Three Tips for Managing Stress

Date: April 3rd, 2019

Filed under: Tips

A little bit of stress in your life can be a good thing. In small doses, stress can motivate you to work hard and accomplish your goals. But if you’re experiencing levels of stress that cause difficulty concentrating, a weakened immune system, trouble sleeping, or irritability, you can improve your quality of life by following these three tips for managing stress.

Recognize Triggers

Learn what causes your stress levels to spike. Everyone’s triggers are different. These can be obvious, like the stress you experience when you have to give a presentation, speak in public, or interview for a job. But you may have less obvious triggers too. Maybe you hate talking on the phone, or get anxious in crowded public spaces.

Brainstorm Solutions

Many stress triggers are unavoidable. While it’s a good idea to avoid stressful situations if you’re already feeling overwhelmed, it’s also important to prepare to deal with them effectively. Brainstorm with a trusted friend or make a list of ways you can minimize stress when it’s triggered. For example, you might practice your presentation in front of the mirror several times, or role play that job interview until you feel more prepared for it. Or, if crowded public spaces are your main concern, you can plan to do errands like grocery shopping in the early morning or late evening, when there are fewer people around.

And finally…

Make Time to Relax

Life gets busy, but carving out time to relax and take care of yourself is essential. The simple act of taking the time to go for a run, read a chapter of a good book, or soak in the tub can help lower your stress levels and boost your mood.

Remember, stress in and of itself isn’t a bad thing. It’s the amount you have in your life and how you manage it that makes the difference. Recognizing your stress triggers, minimizing their impact as much as you can, and taking good care of yourself can help you manage your stress effectively.

Helping Toddlers Manage Emotion

Date: March 21st, 2019

Filed under: Kids

Toddlers are energetic, curious, and excited to learn about the world. When they’re not able to engage with their environment they can become frustrated. While you should always try to provide opportunities for your child to explore and play, there will be times when you have to tell your child no or set boundaries they don’t like. During those times, many toddlers—new to the world of emotion as well as the physical world—will lash out. These tips can help you teach your toddler how to control negative emotions.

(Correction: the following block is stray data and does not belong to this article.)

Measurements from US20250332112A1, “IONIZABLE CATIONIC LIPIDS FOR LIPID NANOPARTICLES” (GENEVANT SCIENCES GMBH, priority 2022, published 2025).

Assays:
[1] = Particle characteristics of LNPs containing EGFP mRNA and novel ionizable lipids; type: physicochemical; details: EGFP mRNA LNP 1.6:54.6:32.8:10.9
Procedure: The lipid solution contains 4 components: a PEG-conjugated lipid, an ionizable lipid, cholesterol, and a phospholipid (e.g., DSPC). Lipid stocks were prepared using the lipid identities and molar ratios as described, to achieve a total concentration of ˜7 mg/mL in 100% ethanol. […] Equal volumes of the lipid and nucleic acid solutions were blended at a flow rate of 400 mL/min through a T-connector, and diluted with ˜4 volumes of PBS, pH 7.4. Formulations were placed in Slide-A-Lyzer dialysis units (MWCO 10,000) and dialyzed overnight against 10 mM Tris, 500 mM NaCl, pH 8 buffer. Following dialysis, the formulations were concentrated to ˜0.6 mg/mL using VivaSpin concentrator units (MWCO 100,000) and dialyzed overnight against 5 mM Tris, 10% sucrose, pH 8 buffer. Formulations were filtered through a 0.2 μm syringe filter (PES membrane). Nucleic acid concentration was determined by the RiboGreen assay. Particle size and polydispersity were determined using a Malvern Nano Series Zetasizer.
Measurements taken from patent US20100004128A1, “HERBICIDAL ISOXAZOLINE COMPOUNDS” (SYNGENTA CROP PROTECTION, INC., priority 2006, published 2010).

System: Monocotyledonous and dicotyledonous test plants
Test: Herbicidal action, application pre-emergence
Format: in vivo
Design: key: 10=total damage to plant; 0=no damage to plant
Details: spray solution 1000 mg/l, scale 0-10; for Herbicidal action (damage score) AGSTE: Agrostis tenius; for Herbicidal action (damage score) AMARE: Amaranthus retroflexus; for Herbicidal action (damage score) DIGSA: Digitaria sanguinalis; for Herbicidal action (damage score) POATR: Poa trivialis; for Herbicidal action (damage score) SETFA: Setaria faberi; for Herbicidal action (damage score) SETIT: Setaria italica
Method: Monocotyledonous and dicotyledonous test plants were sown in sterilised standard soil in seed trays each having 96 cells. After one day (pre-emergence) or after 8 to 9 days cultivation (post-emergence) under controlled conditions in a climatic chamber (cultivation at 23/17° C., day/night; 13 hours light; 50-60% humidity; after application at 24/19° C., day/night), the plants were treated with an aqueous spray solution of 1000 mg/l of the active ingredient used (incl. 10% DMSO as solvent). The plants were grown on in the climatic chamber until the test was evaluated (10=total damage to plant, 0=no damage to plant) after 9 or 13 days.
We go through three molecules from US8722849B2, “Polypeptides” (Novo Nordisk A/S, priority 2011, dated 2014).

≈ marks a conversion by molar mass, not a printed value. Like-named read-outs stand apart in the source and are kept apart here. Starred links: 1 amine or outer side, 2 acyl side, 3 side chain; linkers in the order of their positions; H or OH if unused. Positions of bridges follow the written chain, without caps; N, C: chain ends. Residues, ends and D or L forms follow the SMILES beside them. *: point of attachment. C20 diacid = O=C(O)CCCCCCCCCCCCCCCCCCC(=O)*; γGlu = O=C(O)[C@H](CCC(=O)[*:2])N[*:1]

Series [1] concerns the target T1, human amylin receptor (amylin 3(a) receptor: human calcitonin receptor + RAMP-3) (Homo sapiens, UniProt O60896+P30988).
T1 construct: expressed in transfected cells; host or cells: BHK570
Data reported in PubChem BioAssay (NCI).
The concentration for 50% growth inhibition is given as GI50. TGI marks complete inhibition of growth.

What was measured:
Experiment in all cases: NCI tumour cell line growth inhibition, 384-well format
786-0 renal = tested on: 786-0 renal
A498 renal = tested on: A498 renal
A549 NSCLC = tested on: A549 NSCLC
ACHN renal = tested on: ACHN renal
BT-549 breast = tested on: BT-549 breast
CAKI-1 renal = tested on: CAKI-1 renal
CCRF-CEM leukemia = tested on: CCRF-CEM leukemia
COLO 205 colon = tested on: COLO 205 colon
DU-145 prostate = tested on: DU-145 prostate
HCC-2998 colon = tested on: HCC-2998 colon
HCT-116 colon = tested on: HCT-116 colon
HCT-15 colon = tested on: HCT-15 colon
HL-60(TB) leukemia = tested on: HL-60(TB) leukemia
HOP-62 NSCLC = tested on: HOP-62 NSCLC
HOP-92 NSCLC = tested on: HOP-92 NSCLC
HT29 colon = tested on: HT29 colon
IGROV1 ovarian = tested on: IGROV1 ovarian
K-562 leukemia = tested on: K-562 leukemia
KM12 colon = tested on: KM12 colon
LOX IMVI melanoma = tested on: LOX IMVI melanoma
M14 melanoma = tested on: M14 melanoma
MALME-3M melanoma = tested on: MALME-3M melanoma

Take a Time Out Together

Unless you sense that your toddler needs a break from you to cool down, try staying with them during time out. This lets your child know that you care about them, you will not reject them because of their behavior, and you are not intimidated by what they're doing. This can also be a great time to talk with your child about what they’re experiencing.

Acknowledge Emotions

Ask your toddler questions about how they’re feeling, and acknowledge their emotions. Help your child learn that how they feel is natural, but how they react to it needs to be controlled. This can be done in simple language: “I’m sorry you’re upset. It frustrates me too when I can’t do what I want. But it isn’t okay to hit people.”

Help Problem Solve

Help your toddler come up with ideas of what they can do when they’re frustrated. You might come up with a list of two or three ways they can calm down when they start to feel that way, like draw a picture, cuddle a favorite toy, tell someone how they feel, or just take a deep breath. The next time you see your toddler getting emotional, help them choose something on the list to manage their emotions.

Establish Standards

Set clear boundaries for your toddler. Make it clear that feeling frustration is okay, and can be handled with something on their list. But you should also establish consequences for inappropriate behavior like hitting, throwing things, or screaming.

As you help your toddlers learn to recognize and control their emotions, be patient and set a good example for them yourself. Helping toddlers control emotion can be a challenge, but the lessons you teach them now will carry into their school years and adult life, and help them to be happy and well-adjusted.

Spring Clean Your Mind for Better Mental Health

Date: March 14th, 2019

Filed under: Tips

With spring just around the corner, you might be getting that itch to dust the furniture, clear the cobwebs, and get everything fresh after a long winter. Did you know you can do the same thing for your brain? Try these 5 tips to spring clean your mind for better mental health.

Unplug for a day

Turn off the phone, refuse to check Facebook, and ignore your email notifications. Just for a day. Give yourself a chance to relax, reconnect with the internal, and be present in the moment. Enjoy a good book, dig in the garden, or get together with friends.

Choose your media

Didn’t that feel great? After your 24-hour media embargo, take a look at how you use media, and what things you wouldn’t mind losing permanently. Studies have shown that exposure to negative media elevates stress levels, and nobody needs more of that in their lives. Choose only positive media that serves a useful purpose in your life, and lose the rest.